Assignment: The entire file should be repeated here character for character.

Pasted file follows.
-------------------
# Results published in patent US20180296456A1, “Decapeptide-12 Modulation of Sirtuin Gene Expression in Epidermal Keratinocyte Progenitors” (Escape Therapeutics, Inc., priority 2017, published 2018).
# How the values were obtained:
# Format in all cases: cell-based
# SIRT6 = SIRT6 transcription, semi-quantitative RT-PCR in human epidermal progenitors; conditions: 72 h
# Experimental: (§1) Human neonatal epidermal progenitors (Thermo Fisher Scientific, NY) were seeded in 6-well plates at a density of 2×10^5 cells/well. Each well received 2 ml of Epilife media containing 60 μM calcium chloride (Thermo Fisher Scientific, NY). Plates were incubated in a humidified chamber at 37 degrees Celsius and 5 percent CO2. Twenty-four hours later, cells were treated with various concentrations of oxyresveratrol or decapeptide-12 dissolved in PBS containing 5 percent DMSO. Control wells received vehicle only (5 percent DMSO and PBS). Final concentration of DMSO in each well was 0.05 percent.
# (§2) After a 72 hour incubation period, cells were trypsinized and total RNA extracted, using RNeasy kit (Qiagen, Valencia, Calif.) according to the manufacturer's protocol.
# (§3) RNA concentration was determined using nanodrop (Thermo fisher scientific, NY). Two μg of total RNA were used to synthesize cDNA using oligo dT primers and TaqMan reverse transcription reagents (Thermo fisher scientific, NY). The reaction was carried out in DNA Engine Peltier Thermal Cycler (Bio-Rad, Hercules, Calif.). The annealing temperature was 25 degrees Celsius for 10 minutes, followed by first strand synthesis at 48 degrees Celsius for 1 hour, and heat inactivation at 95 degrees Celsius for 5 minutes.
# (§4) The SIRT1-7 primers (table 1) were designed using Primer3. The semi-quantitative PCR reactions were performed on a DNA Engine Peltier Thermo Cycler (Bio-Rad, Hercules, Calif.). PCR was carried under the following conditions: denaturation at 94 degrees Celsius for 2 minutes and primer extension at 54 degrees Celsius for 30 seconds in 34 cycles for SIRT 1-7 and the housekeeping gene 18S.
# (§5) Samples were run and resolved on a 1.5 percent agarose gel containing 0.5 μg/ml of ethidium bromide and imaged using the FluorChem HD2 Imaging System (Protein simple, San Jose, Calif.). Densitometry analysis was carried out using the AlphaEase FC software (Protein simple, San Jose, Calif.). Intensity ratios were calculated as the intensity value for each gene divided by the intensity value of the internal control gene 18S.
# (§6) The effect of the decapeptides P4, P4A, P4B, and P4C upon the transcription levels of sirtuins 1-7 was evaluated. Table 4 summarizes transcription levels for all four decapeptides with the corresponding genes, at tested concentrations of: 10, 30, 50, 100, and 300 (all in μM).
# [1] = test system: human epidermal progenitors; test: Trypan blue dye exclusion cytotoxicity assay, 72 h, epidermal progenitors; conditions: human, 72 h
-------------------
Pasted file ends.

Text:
# Results published in patent US20180296456A1, “Decapeptide-12 Modulation of Sirtuin Gene Expression in Epidermal Keratinocyte Progenitors” (Escape Therapeutics, Inc., priority 2017, published 2018).
# How the values were obtained:
# Format in all cases: cell-based
# SIRT6 = SIRT6 transcription, semi-quantitative RT-PCR in human epidermal progenitors; conditions: 72 h
# Experimental: (§1) Human neonatal epidermal progenitors (Thermo Fisher Scientific, NY) were seeded in 6-well plates at a density of 2×10^5 cells/well. Each well received 2 ml of Epilife media containing 60 μM calcium chloride (Thermo Fisher Scientific, NY). Plates were incubated in a humidified chamber at 37 degrees Celsius and 5 percent CO2. Twenty-four hours later, cells were treated with various concentrations of oxyresveratrol or decapeptide-12 dissolved in PBS containing 5 percent DMSO. Control wells received vehicle only (5 percent DMSO and PBS). Final concentration of DMSO in each well was 0.05 percent.
# (§2) After a 72 hour incubation period, cells were trypsinized and total RNA extracted, using RNeasy kit (Qiagen, Valencia, Calif.) according to the manufacturer's protocol.
# (§3) RNA concentration was determined using nanodrop (Thermo fisher scientific, NY). Two μg of total RNA were used to synthesize cDNA using oligo dT primers and TaqMan reverse transcription reagents (Thermo fisher scientific, NY). The reaction was carried out in DNA Engine Peltier Thermal Cycler (Bio-Rad, Hercules, Calif.). The annealing temperature was 25 degrees Celsius for 10 minutes, followed by first strand synthesis at 48 degrees Celsius for 1 hour, and heat inactivation at 95 degrees Celsius for 5 minutes.
# (§4) The SIRT1-7 primers (table 1) were designed using Primer3. The semi-quantitative PCR reactions were performed on a DNA Engine Peltier Thermo Cycler (Bio-Rad, Hercules, Calif.). PCR was carried under the following conditions: denaturation at 94 degrees Celsius for 2 minutes and primer extension at 54 degrees Celsius for 30 seconds in 34 cycles for SIRT 1-7 and the housekeeping gene 18S.
# (§5) Samples were run and resolved on a 1.5 percent agarose gel containing 0.5 μg/ml of ethidium bromide and imaged using the FluorChem HD2 Imaging System (Protein simple, San Jose, Calif.). Densitometry analysis was carried out using the AlphaEase FC software (Protein simple, San Jose, Calif.). Intensity ratios were calculated as the intensity value for each gene divided by the intensity value of the internal control gene 18S.
# (§6) The effect of the decapeptides P4, P4A, P4B, and P4C upon the transcription levels of sirtuins 1-7 was evaluated. Table 4 summarizes transcription levels for all four decapeptides with the corresponding genes, at tested concentrations of: 10, 30, 50, 100, and 300 (all in μM).
# [1] = test system: human epidermal progenitors; test: Trypan blue dye exclusion cytotoxicity assay, 72 h, epidermal progenitors; conditions: human, 72 h